What is immunity? Immunity is the ability of multicellular organisms to fight off harmful microorganisms. Immunity consists of specific and nonspecific components that act as barriers and eliminators against harmful pathogens. The human body has specific immune cells called lymphocytes and T cells. Nonspecific immune cells are found in the lining of the lungs and the intestines. These cells fight off harmful agents and destroy them.
The human body contains30 trillion cells. As it ages, the immune system becomes more efficient at fighting off foreign invaders. This protection is called acquired immunity. Your body gains immunity by being exposed to foreign materials like bacteria, viruses, and fungi. The term “immunity” comes from the Latin word immunis, which means “to immunize.”
Immunity from liability comes in manydifferent forms, and some of the most common and well-known is diplomatic immunity. The 1961 Vienna Convention on Diplomatic Relations, a treaty signed by 192 countries, states that diplomatic agents enjoy immunity from civil and criminal proceedings and are exempt from business interests unrelated to their diplomatic duties. Certain public officials and employees also enjoy qualified immunity for actions undertaken in the course of their official duties. This protection is generally not extended to private companies, but it can be provided in certain circumstances.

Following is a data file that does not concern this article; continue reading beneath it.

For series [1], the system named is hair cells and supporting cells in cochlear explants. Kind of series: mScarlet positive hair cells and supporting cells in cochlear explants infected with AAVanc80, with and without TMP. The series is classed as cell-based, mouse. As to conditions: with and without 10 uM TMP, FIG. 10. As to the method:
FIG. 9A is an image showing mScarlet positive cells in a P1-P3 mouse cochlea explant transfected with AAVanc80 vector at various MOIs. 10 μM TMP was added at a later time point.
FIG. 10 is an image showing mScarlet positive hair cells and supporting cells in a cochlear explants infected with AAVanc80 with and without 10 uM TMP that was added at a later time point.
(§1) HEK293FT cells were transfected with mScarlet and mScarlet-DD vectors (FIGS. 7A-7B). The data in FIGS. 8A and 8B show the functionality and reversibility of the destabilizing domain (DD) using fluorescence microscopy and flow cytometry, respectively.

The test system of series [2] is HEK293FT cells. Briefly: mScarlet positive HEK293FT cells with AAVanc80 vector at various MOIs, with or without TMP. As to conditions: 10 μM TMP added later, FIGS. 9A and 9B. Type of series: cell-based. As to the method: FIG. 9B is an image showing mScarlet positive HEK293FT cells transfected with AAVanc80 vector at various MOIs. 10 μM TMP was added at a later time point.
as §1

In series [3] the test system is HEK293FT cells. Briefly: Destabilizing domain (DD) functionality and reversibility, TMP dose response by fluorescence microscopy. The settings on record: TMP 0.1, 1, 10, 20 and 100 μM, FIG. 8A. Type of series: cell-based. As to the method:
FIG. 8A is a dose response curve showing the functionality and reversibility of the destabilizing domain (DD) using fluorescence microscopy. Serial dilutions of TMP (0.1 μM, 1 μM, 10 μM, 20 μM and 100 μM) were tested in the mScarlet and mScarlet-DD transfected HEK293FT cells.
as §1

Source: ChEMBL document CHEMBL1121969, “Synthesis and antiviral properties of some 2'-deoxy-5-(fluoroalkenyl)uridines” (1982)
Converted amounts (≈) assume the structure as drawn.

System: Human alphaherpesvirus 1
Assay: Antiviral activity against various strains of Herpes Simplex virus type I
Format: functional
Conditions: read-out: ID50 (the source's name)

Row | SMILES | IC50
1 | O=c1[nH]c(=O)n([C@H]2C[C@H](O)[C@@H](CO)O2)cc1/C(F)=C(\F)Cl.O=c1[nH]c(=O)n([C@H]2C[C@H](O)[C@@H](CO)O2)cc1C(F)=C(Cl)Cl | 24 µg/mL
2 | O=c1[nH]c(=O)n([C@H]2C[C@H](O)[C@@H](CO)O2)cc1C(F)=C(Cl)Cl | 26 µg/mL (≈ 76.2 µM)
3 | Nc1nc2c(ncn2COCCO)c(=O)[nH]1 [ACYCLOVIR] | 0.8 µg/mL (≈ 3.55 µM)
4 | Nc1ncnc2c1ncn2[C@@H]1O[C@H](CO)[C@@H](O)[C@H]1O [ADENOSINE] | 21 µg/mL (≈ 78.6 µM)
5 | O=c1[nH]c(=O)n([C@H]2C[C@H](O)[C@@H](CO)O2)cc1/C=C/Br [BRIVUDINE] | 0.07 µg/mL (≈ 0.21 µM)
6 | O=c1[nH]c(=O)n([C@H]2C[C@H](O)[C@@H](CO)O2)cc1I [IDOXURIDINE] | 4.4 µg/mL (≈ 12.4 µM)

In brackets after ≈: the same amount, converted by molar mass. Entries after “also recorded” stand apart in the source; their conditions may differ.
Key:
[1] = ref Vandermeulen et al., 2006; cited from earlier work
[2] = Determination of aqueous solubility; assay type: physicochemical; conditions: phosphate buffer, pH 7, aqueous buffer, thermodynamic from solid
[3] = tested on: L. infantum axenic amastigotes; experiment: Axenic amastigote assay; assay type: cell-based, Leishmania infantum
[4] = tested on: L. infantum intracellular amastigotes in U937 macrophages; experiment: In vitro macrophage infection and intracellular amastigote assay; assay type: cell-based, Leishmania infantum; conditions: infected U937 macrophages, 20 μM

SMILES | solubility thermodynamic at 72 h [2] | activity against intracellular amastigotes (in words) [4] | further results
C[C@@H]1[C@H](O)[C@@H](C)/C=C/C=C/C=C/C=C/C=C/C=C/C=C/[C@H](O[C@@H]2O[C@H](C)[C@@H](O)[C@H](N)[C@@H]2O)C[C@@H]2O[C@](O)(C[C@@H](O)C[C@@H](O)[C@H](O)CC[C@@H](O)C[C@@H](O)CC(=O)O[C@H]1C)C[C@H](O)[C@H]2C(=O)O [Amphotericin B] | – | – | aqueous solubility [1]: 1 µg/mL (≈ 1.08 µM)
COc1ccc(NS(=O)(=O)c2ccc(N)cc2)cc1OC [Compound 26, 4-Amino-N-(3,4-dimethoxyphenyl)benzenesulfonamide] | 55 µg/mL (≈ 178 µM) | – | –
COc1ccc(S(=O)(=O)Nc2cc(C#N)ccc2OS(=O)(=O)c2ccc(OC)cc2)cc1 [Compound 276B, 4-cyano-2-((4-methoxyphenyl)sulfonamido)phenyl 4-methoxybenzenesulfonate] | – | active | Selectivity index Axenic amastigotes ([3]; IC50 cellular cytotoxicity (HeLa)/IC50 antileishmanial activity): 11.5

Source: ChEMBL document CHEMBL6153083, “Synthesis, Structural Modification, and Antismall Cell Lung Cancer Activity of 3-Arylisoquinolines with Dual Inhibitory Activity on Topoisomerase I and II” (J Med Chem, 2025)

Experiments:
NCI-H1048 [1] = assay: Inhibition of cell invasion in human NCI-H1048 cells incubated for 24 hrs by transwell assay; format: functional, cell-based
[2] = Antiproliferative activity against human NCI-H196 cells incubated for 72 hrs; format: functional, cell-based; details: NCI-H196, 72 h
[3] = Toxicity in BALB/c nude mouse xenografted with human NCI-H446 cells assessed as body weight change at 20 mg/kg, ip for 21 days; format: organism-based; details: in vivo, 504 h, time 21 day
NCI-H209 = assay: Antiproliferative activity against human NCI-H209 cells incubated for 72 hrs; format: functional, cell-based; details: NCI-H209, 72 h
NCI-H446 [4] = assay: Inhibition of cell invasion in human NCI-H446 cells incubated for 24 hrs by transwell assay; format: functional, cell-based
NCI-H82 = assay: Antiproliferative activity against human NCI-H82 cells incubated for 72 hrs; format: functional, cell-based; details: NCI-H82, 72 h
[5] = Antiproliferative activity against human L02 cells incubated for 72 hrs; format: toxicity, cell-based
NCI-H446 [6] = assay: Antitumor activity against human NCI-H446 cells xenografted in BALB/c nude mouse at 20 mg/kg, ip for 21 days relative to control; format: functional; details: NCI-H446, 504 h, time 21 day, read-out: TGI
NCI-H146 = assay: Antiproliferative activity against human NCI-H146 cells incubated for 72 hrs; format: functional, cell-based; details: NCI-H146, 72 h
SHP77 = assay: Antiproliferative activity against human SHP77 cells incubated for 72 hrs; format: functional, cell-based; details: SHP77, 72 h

Passive immunity is a type of acquired immunity wherein you receive readymade antibodies from someone else. Passive immunity only gives you temporary protection against an infection and does not affect your immune system’s ability to fight thepathogen in the future. Passive immunity does not develop any immunological memory, which means you cannot develop it to protect yourself against the same pathogen in the future. If you have an immunological disorder, the antibodies from your mother can be transferred to your child.